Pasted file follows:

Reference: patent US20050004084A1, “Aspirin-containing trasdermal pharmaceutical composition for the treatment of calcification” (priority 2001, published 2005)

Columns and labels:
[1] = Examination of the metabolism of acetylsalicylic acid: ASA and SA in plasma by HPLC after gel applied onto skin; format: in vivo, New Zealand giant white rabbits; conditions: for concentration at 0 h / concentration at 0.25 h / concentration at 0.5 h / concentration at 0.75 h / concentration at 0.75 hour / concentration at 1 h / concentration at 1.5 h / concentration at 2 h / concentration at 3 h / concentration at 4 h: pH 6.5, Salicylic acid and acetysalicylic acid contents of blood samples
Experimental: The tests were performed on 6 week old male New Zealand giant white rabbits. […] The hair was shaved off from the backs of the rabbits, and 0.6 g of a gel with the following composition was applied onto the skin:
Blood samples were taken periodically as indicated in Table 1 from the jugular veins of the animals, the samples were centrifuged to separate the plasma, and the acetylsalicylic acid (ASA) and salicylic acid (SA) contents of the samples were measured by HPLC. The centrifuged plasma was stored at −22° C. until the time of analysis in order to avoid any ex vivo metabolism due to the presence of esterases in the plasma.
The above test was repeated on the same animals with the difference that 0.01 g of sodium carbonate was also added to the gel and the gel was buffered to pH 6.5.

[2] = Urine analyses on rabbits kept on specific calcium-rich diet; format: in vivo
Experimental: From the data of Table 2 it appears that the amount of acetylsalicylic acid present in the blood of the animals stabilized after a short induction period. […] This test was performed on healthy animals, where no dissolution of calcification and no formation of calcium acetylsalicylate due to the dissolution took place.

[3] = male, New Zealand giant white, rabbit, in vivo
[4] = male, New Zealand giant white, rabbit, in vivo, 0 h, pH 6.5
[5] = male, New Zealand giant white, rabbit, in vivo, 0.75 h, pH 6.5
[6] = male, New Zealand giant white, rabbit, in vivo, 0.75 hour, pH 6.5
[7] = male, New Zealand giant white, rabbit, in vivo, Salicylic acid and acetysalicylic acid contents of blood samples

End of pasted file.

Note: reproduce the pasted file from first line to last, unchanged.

Reference: patent US20050004084A1, “Aspirin-containing trasdermal pharmaceutical composition for the treatment of calcification” (priority 2001, published 2005)

Columns and labels:
[1] = Examination of the metabolism of acetylsalicylic acid: ASA and SA in plasma by HPLC after gel applied onto skin; format: in vivo, New Zealand giant white rabbits; conditions: for concentration at 0 h / concentration at 0.25 h / concentration at 0.5 h / concentration at 0.75 h / concentration at 0.75 hour / concentration at 1 h / concentration at 1.5 h / concentration at 2 h / concentration at 3 h / concentration at 4 h: pH 6.5, Salicylic acid and acetysalicylic acid contents of blood samples
Experimental: The tests were performed on 6 week old male New Zealand giant white rabbits. […] The hair was shaved off from the backs of the rabbits, and 0.6 g of a gel with the following composition was applied onto the skin:
Blood samples were taken periodically as indicated in Table 1 from the jugular veins of the animals, the samples were centrifuged to separate the plasma, and the acetylsalicylic acid (ASA) and salicylic acid (SA) contents of the samples were measured by HPLC. The centrifuged plasma was stored at −22° C. until the time of analysis in order to avoid any ex vivo metabolism due to the presence of esterases in the plasma.
The above test was repeated on the same animals with the difference that 0.01 g of sodium carbonate was also added to the gel and the gel was buffered to pH 6.5.

[2] = Urine analyses on rabbits kept on specific calcium-rich diet; format: in vivo
Experimental: From the data of Table 2 it appears that the amount of acetylsalicylic acid present in the blood of the animals stabilized after a short induction period. […] This test was performed on healthy animals, where no dissolution of calcification and no formation of calcium acetylsalicylate due to the dissolution took place.

[3] = male, New Zealand giant white, rabbit, in vivo
[4] = male, New Zealand giant white, rabbit, in vivo, 0 h, pH 6.5
[5] = male, New Zealand giant white, rabbit, in vivo, 0.75 h, pH 6.5
[6] = male, New Zealand giant white, rabbit, in vivo, 0.75 hour, pH 6.5
[7] = male, New Zealand giant white, rabbit, in vivo, Salicylic acid and acetysalicylic acid contents of blood samples